How to Develop a Video Game
Video game development is a multistep process that requires organization, imagination, research, and attention to detail. Whether you’re a designer with a major game studio or using Unity to create your first game, every game maker follows these stages of development:
- Pick a concept. Generate a few game concepts to see what kind of game you want to make. If this is your first time making a game, start small. Explore different genres and subgenres, see what is currently popular in media (or what used to be), then write down any video game ideas that come to mind. After the initial brainstorm is complete, think about the potential features or mechanics of the games on your list. Whittle down the ideas until you find one that you think has the best potential. Learn how to develop video game concepts in our complete guide here.
- Gather information. Game creation involves extensive research. Research the type of game you are building and create a game design document (GDD), even if it is a simple game. The GDD is a brief for the entire project and outlines all the major details like game mechanics, genre, worldbuilding, story, and marketing strategy. Your GDD should answer any questions a potential audience might have about the game, from high-level concept down to the minutiae of aesthetic choices in visual and audio design. As the game designer, you’ll need to decide which game programming language you will use, how big your development team will need to be, and the various resources you will need.
- Start building. Now that you have done your research, you can begin to develop the framework of your game. You’ll need to select the best programming language and game engine for your concept. For small mobile games, you will not need the same advanced technology required for more hardware-dependent games. During this stage of development, you can also begin scripting code for your game. (Game developers with a sizable budget often hire a team of programmers to script code to save time.)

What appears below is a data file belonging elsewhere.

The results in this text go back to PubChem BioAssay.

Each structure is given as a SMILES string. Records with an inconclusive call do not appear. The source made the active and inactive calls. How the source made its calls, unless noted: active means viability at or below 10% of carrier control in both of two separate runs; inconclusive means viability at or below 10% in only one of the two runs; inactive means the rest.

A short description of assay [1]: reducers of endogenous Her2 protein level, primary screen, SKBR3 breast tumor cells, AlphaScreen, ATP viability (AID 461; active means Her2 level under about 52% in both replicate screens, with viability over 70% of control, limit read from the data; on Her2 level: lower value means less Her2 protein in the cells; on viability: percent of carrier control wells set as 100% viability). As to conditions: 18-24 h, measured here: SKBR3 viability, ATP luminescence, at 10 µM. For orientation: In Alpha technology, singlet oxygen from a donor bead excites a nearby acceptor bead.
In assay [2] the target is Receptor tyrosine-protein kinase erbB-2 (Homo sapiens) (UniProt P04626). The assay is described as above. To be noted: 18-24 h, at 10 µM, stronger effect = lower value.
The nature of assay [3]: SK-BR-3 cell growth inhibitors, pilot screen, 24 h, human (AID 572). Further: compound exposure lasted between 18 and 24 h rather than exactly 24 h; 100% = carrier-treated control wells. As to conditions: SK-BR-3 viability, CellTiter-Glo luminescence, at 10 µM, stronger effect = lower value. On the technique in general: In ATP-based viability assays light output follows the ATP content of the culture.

- Refine your concept. Prototypes can help you find discrepancies and other issues early on in the design process. Resolving these issues as they arise is important because they can negatively impact the user experience. Make sure your game has all of the necessary facets—the setting, the quests, the level design, the characters, and sound effects. If you are building a role-playing game (RPG), make sure you can track the logic of the storyline and that the character motivations make sense. If you are creating a platformer or an adventure game, make sure your world is immersive and explorable.
- Test your game. Whether you do the testing yourself or outsource the task to quality assurance (QA) testers, every game must be tested thoroughly before it is released. QA testers test gameplay from a technical standpoint. The QA team will play through a title multiple times, writing up detailed bug reports, and taking note of any crashes. This is a lengthy but necessary process, as gamers are less likely to play a title riddled with glitches or errors, even if it’s free.
- Market the finished product. Toward the end of your game’s development process, you should begin marketing it on as many relevant platforms as possible. Create a website for the game and use social media to advertise it. Include a playable demo on the site that gets players excited for the full game. When the game is ready for release, offer discounted copies or a free version, upload it to game or app stores—try to get it into as many peoples’ hands as possible.
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